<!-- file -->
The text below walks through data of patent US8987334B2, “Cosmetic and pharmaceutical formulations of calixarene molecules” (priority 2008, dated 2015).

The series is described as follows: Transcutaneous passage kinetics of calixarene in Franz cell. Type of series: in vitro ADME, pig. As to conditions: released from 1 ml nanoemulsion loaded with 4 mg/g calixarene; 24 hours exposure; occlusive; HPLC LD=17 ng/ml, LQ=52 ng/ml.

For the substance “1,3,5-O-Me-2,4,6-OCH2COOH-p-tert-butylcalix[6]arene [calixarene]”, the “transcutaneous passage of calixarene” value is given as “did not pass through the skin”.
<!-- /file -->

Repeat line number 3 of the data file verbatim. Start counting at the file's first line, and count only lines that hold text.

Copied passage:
For the substance “1,3,5-O-Me-2,4,6-OCH2COOH-p-tert-butylcalix[6]arene [calixarene]”, the “transcutaneous passage of calixarene” value is given as “did not pass through the skin”.